It is always a thrill to think of the centuries and millennia that have gone into making the venerable Liturgy we have today; how many saints, holy monks, nuns, priests and lay folk have sanctified themselves while celebrating or assisting at this Liturgy.
It is even more of a thrill when you can put your hands, so to speak, on evidence that much of that Liturgy is the same now as it was all those years ago.
This page of the manuscript Laon 239, written around the year 930, shows part of the Holy Mass for today, Septuagesima Sunday.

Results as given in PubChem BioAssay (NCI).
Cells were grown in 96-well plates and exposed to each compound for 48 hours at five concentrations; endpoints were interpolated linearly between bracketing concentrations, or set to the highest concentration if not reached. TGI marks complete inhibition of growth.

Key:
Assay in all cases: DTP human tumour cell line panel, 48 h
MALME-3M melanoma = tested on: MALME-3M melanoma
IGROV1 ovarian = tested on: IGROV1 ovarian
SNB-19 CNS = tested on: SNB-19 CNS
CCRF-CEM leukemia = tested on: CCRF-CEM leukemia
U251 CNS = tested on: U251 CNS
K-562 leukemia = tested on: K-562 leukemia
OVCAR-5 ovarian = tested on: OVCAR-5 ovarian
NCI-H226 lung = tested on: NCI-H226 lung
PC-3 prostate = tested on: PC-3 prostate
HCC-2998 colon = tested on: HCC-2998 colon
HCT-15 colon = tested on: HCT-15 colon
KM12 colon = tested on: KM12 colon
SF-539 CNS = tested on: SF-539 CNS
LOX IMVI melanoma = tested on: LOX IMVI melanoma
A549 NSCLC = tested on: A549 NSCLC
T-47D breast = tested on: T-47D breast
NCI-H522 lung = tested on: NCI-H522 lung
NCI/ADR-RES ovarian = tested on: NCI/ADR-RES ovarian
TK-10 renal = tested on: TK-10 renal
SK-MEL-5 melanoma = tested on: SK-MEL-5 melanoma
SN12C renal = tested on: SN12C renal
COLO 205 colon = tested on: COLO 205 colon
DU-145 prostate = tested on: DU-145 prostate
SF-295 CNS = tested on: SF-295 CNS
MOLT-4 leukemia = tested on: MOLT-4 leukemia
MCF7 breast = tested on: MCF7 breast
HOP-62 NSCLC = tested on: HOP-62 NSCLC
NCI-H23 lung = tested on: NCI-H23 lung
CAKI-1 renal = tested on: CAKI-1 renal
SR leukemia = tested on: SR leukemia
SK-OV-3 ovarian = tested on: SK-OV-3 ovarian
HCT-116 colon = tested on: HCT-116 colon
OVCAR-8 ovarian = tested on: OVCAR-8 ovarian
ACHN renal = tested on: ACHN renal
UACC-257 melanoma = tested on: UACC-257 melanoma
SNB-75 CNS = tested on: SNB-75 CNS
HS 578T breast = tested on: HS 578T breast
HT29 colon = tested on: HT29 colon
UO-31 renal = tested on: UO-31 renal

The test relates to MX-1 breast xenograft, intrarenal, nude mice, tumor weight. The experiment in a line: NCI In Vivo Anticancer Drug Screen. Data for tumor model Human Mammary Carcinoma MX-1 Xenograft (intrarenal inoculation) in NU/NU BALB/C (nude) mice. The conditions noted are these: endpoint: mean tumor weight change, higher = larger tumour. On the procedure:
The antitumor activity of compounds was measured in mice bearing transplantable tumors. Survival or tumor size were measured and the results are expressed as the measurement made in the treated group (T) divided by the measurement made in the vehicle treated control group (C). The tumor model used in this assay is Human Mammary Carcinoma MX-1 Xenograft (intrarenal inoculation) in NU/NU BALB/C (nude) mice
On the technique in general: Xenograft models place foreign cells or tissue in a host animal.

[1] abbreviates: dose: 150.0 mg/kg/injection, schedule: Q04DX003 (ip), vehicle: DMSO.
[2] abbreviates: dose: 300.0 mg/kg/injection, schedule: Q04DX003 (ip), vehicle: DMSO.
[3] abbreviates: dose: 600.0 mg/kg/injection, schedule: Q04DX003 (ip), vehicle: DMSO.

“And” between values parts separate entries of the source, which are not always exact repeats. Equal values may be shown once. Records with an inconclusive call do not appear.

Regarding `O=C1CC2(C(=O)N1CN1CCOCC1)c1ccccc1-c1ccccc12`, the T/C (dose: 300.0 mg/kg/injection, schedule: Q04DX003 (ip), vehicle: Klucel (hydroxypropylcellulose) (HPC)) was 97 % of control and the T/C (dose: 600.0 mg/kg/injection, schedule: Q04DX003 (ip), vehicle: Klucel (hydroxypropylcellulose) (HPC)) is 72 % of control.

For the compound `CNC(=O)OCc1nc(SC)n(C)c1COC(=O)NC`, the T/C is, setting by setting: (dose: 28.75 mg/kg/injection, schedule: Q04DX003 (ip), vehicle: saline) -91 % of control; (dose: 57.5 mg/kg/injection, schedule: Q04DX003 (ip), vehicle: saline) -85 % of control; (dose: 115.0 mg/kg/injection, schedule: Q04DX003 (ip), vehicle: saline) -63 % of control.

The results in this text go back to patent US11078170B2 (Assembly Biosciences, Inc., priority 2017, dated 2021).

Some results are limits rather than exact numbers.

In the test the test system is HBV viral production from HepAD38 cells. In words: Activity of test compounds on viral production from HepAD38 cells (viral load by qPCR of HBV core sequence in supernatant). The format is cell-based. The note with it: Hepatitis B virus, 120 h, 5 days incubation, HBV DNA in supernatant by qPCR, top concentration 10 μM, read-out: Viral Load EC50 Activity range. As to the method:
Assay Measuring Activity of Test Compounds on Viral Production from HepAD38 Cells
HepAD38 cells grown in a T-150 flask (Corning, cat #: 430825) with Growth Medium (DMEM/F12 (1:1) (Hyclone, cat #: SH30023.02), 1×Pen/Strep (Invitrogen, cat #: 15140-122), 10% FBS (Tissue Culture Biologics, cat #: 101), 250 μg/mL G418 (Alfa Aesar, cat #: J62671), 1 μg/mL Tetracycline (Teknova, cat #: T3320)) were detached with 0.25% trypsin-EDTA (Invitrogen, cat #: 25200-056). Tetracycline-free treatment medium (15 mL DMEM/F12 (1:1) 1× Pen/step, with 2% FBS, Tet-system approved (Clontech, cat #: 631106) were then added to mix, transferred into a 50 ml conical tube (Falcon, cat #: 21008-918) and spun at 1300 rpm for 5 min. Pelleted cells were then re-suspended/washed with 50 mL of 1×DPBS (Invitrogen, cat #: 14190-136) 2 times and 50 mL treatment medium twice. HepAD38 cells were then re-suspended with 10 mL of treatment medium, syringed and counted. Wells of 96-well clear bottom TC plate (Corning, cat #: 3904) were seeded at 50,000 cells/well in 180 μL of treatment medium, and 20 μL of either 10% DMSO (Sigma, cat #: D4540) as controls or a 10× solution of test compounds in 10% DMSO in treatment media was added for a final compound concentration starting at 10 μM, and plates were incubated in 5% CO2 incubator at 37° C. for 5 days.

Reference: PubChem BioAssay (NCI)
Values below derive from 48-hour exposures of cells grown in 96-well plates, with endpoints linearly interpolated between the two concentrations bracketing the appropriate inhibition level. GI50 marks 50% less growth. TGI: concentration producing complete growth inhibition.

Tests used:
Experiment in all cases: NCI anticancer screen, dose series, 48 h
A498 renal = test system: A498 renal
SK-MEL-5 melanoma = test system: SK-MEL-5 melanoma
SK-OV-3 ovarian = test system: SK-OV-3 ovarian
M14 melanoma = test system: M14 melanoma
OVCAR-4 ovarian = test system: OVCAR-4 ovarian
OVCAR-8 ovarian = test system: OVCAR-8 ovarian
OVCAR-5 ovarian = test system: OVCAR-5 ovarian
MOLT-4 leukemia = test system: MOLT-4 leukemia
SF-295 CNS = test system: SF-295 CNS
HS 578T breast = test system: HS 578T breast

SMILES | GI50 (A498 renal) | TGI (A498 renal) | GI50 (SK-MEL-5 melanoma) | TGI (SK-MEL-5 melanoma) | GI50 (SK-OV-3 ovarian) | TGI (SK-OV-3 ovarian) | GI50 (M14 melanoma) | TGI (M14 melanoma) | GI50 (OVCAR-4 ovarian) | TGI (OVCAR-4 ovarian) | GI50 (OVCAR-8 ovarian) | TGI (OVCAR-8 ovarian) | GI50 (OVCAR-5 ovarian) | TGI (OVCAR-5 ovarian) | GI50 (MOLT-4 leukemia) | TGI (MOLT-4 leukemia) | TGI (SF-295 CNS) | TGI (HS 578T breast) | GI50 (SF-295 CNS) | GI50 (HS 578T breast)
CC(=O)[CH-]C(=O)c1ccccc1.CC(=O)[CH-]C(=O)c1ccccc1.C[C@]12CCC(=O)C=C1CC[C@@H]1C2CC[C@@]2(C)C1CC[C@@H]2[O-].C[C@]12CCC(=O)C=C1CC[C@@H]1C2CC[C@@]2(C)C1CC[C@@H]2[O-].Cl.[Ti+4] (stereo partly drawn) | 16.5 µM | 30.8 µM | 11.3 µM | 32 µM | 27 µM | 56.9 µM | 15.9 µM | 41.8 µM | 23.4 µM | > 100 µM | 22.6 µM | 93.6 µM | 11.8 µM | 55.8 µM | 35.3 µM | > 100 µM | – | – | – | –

When comparing the text of that ancient Mass to the text used in today's celebration you can see that they are exactly the same.
Clearly the interpretation of the chant is a little different today (yes, those markings above the words are the neums of Gregorian Chant!), but the words of the Mass have remained unchanged for over 1000 years! Have a look at the Offertory, for example (highlighted in the manuscript):
Bonum est confiteri Domino et psallere nomini tuo Altissime.
It is good to give praise to the Lord: and to sing to thy name, O most High.